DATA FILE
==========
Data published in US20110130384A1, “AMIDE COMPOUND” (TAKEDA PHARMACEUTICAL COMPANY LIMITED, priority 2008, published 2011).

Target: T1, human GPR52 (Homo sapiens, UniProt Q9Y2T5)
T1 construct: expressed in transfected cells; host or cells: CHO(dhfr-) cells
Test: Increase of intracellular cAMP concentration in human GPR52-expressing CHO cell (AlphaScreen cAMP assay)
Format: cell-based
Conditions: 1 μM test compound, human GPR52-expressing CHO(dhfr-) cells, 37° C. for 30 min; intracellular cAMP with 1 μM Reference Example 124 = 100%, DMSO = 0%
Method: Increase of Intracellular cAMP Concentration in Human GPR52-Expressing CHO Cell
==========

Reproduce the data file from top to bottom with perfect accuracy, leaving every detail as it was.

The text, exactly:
Data published in US20110130384A1, “AMIDE COMPOUND” (TAKEDA PHARMACEUTICAL COMPANY LIMITED, priority 2008, published 2011).

Target: T1, human GPR52 (Homo sapiens, UniProt Q9Y2T5)
T1 construct: expressed in transfected cells; host or cells: CHO(dhfr-) cells
Test: Increase of intracellular cAMP concentration in human GPR52-expressing CHO cell (AlphaScreen cAMP assay)
Format: cell-based
Conditions: 1 μM test compound, human GPR52-expressing CHO(dhfr-) cells, 37° C. for 30 min; intracellular cAMP with 1 μM Reference Example 124 = 100%, DMSO = 0%
Method: Increase of Intracellular cAMP Concentration in Human GPR52-Expressing CHO Cell